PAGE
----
In this series, I am exploring ways to photograph historic items and places in a way that reflects their age and inspires ideas and stories of their glories past. In the previous part of this series, we discussed framing of cropping as a means of removing unwanted elements from the frame which would otherwise disturb the illusion of age an authenticity.
In this part, we are going to explore reflections and (semi-)transparency. They both add a layer to the photograph, an extra step for the viewer to grasp the subject. They make the subject more distant and less immediate. They can obscure it, covering or distorting historical and original and adding new detail like haze or dirt.
Let’s look at a few photographs to illustrate these points
Transparency and semi-transparency
The following image was taken at the Zollern Colliery in Dortmund, Germany. It features a shaft tower seen through the window of the renowned machine hall there. The window itself consists of numerous window frames and panes as well as some quite impressive steel beams and braces all of which are not only in focus but also obscure the shaft tower. Moreover, the window panes are dirty, adding the subtle element of dust and rendering the windows semi-transparent. All of this results in the shaft tower being much fainter and less contrasty in the background than the sharp and strongly prominent elements in the foreground. Interestingly, though, the shaft tower remains as much the subject of the photo as the window and its elements themselves.
The shaft tower in this photo is not only visually obscured, but also in its connection to the viewer. Just like memories which often lose detail and clarity with increasing distance and therefore need to be completed by guesswork and logical assumptions, the shaft tower itself needs to be completed by our imagination and our own ideas of what the missing elements should have looked like. It is in this analogy the photograph’s feel of age and authenticity resides.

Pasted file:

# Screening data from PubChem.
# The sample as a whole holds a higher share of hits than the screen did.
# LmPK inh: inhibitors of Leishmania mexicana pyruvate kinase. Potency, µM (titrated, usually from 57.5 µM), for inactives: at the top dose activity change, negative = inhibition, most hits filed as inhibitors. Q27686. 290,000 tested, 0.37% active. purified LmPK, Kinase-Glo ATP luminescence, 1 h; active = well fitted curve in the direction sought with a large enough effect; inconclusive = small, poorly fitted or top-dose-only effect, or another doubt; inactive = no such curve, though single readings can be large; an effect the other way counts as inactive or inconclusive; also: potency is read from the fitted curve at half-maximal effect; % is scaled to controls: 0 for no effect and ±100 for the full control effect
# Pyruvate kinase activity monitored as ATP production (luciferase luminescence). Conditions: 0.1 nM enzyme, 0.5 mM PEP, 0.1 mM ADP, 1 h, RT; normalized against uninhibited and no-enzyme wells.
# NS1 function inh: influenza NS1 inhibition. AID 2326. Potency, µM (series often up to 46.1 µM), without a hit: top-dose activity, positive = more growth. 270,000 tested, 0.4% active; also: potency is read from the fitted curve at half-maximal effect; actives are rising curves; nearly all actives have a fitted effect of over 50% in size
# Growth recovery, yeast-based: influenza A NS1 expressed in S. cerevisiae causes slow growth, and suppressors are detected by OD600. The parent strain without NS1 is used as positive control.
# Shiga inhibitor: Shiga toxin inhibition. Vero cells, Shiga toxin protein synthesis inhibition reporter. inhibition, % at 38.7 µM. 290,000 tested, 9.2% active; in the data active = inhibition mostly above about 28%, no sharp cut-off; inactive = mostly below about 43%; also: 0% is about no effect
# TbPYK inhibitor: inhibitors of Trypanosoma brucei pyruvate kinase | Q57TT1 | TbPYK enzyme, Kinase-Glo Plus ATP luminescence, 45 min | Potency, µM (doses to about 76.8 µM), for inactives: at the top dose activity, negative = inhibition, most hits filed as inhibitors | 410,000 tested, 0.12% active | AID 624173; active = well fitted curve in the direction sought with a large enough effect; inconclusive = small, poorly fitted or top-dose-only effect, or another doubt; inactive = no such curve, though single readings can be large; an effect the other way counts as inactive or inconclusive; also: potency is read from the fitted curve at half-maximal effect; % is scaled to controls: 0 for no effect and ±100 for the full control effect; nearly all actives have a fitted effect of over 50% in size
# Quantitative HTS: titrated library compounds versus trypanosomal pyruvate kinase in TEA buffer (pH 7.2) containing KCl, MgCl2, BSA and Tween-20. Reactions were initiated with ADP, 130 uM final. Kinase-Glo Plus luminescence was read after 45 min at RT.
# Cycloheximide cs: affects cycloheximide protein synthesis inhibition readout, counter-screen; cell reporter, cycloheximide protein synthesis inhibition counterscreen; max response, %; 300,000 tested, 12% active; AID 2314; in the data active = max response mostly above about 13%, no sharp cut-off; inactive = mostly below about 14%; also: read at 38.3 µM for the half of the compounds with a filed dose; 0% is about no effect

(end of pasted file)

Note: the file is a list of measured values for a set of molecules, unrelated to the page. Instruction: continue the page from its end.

Next up are a set of photographs from the same location, again showing one of the shaft towers. This time, though, they are mere reflections in a window panes. When you go for a reflection photograph, then you have to main options which influence the look and feel of the reflection.
When focussing, you can choose whether you want the reflective pane itself to be sharp or the subject matter it reflects. The next three images illustrate this point nicely. In the first image, I chose to focus on the window frames, rendering the shaft tower blurry. In the second one, I focused on the shaft tower which left the window frames blurry. As you can see, I used relatively large aperture settings to support the effect. In the next image, I used an aperture of f/8.0 to have both, the window frames and the shaft tower in focus.
For me, #2 works best as I feel that the blurriness of the reflected tower adds some perceived temporal distance between the viewer and subject matter. It feels more remote, just like an old memory.
While the previous three photographs did not reveal what was actually behind the windows, the next one plays with the other above mentioned variable, the reflectiveness of the reflective pane. Here not only the reflection of the shaft tower is visible, but also the silhouettes of additional window frames which are on the other side of the building. In other words, the window which acts as a reflective pane is semi-transparent.
In addition of the remoteness which (as discussed above) comes with the reflection, the semi-transparency adds abstraction to the image, slightly (and deliberately) confusing the viewer by making the photograph more mysterious. The viewer has to look and think harder to see through this seemingly incongruent set of lines and elements – just like we have to think harder to remember events or the more distant past or to understand the meaning and function of old devices and buildings.
Distortion happens when the transparent or reflective pane is uneven. It sometimes occurs with glass or mirrors and very often with water. Furthermore, objects mirrored in water appear upside down, adding another level of confusion. It should go without saying by now that distortions and confusion substantially enhance all the effects of transparency and reflectiveness discussed above. Here are some examples to illustrate this point.
It’s all about the mystery of the past
Whereas in the first part of this series the key term was decontextualization, in this part it must be mystery or enigma. Instead of removing objects from the frame be intelligently composing and cropping the photograph, here we mystify it, we visualize perceived temporal distance, we obscure the subject, blur details, thus inspiring questions and (maybe) fascination which usually rise when we remember things long past.
Do you agree or disagree with my thoughts? Any remarks or additions? Please drop a comment below.